Food Cliff Expected as Pandemic Benefits Cease

March may indeed be coming in like a lion with severe weather in many regions leading to cancelled flights, hazardous driving conditions and disrupted power from downed trees and electric lines.  For older adults, inclement weather may also mean their usual trips to the grocery store, or visits from friends and family are delayed, leaving them with fewer healthy meal options.  As pandemic-era assistance programs wind down, many seniors who relied on the extra help with soaring food costs will be feeling the pinch. 

A nutritious diet that focuses on fresh fruits, vegetables, whole grains, low-fat dairy, lean protein and healthy oils is the cornerstone of a healthy lifestyle, helping to prevent chronic illness and support an active older age.  But many seniors may have difficulty accessing and affording foods that will provide the nutrition older bodies need to stay healthy and strong. In many states, a looming food cliff is expected to put many seniors at risk with historic food inflation, and a decrease in food benefits.  Emergency systems don’t always have the foods available for older adults who may have medical restrictions on the meals they are able to eat. 

Soaring food, housing, and heating costs have hit seniors hard in recent years, and many older adults also face mobility issues that make it more difficult to secure healthy meals.  In Canada, food banks have been strained under high demand that rose to 1.5 million visits in March 2022, up 35 percent compared with pre-pandemic visits in 2019.  Seniors on fixed incomes are among the most affected populations facing food insecurity.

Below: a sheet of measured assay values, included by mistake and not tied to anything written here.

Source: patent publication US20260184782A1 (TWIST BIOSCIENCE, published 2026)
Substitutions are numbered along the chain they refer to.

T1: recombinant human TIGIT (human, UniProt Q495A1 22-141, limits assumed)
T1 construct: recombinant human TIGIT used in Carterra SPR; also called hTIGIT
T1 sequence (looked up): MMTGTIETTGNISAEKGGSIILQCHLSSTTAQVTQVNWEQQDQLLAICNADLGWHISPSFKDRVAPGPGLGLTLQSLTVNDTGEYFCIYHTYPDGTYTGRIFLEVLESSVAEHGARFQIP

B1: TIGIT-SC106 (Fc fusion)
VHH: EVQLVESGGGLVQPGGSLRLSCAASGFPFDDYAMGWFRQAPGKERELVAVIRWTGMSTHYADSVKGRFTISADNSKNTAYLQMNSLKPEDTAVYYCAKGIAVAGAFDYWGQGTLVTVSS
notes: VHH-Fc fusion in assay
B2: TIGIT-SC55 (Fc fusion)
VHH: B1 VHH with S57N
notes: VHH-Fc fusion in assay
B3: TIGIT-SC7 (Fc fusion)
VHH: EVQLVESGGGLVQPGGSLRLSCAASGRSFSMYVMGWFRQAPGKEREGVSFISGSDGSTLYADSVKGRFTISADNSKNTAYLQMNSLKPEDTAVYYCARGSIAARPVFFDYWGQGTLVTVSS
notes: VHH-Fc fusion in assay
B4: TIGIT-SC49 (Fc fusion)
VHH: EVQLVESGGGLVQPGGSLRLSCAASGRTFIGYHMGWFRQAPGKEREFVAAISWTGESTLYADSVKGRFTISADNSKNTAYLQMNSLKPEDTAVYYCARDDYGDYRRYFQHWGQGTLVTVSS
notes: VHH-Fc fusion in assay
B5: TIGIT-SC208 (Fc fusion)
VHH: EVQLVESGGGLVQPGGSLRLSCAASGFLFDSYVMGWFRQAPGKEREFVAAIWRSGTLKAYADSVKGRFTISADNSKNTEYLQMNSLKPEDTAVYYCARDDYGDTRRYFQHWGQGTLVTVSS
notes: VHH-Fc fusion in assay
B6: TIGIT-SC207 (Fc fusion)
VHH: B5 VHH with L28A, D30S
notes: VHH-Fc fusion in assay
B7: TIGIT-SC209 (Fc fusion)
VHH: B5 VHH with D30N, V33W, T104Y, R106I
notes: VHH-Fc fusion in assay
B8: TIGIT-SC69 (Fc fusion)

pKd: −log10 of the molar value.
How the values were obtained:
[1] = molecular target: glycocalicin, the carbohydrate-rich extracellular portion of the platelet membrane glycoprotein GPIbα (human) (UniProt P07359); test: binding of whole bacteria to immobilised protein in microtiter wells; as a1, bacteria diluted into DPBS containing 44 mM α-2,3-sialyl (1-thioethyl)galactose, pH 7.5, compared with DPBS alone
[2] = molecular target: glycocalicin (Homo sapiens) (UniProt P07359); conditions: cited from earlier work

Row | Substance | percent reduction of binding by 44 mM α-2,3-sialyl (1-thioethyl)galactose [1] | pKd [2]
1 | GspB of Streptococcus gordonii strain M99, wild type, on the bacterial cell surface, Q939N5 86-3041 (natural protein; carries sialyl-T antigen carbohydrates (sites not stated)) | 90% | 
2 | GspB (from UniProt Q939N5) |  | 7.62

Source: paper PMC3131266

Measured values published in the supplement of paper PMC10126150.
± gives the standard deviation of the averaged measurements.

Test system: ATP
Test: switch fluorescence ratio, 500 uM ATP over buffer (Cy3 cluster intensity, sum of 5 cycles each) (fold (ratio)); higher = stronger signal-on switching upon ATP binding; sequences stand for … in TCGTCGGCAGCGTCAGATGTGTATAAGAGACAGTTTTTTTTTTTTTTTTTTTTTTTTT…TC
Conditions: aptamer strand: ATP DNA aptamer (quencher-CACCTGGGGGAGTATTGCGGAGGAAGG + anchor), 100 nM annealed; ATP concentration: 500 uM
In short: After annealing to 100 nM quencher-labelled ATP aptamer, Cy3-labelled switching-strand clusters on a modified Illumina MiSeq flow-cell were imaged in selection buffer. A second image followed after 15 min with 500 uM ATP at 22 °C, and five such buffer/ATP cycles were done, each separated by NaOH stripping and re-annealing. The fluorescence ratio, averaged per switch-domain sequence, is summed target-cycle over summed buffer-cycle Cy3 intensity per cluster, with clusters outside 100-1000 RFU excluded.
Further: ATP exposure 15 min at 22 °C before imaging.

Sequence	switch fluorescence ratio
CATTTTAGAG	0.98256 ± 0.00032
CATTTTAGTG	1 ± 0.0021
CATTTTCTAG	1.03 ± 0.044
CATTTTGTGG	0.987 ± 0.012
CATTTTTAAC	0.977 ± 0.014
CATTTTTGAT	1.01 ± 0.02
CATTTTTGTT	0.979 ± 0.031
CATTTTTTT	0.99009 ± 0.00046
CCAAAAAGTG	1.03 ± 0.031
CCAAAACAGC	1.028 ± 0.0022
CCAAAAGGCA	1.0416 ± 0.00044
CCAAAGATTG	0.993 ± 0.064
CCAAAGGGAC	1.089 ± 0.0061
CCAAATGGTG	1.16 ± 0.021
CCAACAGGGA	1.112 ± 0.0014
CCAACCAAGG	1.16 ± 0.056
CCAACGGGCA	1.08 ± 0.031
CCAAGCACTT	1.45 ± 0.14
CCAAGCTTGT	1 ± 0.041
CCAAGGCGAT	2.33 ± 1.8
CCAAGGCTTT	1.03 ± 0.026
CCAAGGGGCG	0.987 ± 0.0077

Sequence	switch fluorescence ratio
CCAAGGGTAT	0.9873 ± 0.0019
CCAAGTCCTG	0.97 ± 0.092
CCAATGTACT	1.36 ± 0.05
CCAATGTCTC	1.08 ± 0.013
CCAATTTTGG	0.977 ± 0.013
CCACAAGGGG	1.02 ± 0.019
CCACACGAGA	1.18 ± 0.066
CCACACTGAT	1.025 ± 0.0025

While work continues to address hunger and poverty across North America, those who can help may contribute to local food banks where volunteers help bring food, friendship and hope to people in need. Contact your local food bank for a list of their most-needed items.  

Sought-after Food Bank Items:

  • Whole grain cereals
  • Pasta (canned or dry) and pasta sauces
  • Dairy (fresh, shelf-stable, and powdered milk)
  • Canned goods (beans, soups, and stews)
  • Meat alternatives (peanut butter, soy, assorted nuts)
  • Canned or frozen meats and fish
  • Infant foods and baby formula
  • Canned vegetables and fruit
  • Bathroom tissue and diapers
  • Personal hygiene products

Source: Food Banks Canada